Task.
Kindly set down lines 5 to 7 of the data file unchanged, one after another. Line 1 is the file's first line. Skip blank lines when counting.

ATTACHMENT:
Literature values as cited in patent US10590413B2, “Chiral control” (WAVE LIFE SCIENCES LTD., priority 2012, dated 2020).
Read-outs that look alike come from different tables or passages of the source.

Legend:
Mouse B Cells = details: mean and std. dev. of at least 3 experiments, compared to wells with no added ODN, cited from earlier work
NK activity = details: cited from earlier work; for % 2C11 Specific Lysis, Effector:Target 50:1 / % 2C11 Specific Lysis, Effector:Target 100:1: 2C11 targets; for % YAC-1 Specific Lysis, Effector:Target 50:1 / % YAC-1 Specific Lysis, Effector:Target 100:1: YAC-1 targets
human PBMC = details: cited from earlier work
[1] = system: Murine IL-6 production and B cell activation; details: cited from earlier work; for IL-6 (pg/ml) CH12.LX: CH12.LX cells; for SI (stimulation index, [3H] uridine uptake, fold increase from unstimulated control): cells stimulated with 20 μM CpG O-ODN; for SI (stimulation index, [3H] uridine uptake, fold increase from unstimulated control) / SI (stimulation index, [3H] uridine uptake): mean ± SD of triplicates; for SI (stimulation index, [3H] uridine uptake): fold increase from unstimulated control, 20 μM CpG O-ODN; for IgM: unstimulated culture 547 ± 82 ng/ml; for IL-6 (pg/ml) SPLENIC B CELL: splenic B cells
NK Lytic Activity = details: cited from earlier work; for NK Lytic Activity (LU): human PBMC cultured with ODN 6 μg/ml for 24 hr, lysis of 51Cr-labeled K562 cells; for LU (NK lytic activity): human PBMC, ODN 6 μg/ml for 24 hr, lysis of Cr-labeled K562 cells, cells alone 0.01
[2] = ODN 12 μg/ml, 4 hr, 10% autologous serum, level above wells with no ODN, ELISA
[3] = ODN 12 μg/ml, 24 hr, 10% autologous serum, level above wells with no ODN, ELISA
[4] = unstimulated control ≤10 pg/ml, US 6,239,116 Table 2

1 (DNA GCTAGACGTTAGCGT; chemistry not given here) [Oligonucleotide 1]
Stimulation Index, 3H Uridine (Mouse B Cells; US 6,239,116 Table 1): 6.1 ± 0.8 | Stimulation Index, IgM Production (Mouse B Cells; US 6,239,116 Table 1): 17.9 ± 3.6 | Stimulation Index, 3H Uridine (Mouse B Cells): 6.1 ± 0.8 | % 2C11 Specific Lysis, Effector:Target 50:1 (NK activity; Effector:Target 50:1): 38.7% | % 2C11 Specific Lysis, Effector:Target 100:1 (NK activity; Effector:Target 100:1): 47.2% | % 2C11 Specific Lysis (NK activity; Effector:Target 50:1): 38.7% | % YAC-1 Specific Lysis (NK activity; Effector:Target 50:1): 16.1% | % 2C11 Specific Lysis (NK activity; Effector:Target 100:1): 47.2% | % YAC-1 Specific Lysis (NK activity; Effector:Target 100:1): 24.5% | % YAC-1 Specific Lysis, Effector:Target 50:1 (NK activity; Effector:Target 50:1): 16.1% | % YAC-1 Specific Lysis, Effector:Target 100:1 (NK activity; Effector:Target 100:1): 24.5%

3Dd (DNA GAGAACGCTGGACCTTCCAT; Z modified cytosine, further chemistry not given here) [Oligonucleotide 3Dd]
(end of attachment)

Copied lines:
NK activity = details: cited from earlier work; for % 2C11 Specific Lysis, Effector:Target 50:1 / % 2C11 Specific Lysis, Effector:Target 100:1: 2C11 targets; for % YAC-1 Specific Lysis, Effector:Target 50:1 / % YAC-1 Specific Lysis, Effector:Target 100:1: YAC-1 targets
human PBMC = details: cited from earlier work
[1] = system: Murine IL-6 production and B cell activation; details: cited from earlier work; for IL-6 (pg/ml) CH12.LX: CH12.LX cells; for SI (stimulation index, [3H] uridine uptake, fold increase from unstimulated control): cells stimulated with 20 μM CpG O-ODN; for SI (stimulation index, [3H] uridine uptake, fold increase from unstimulated control) / SI (stimulation index, [3H] uridine uptake): mean ± SD of triplicates; for SI (stimulation index, [3H] uridine uptake): fold increase from unstimulated control, 20 μM CpG O-ODN; for IgM: unstimulated culture 547 ± 82 ng/ml; for IL-6 (pg/ml) SPLENIC B CELL: splenic B cells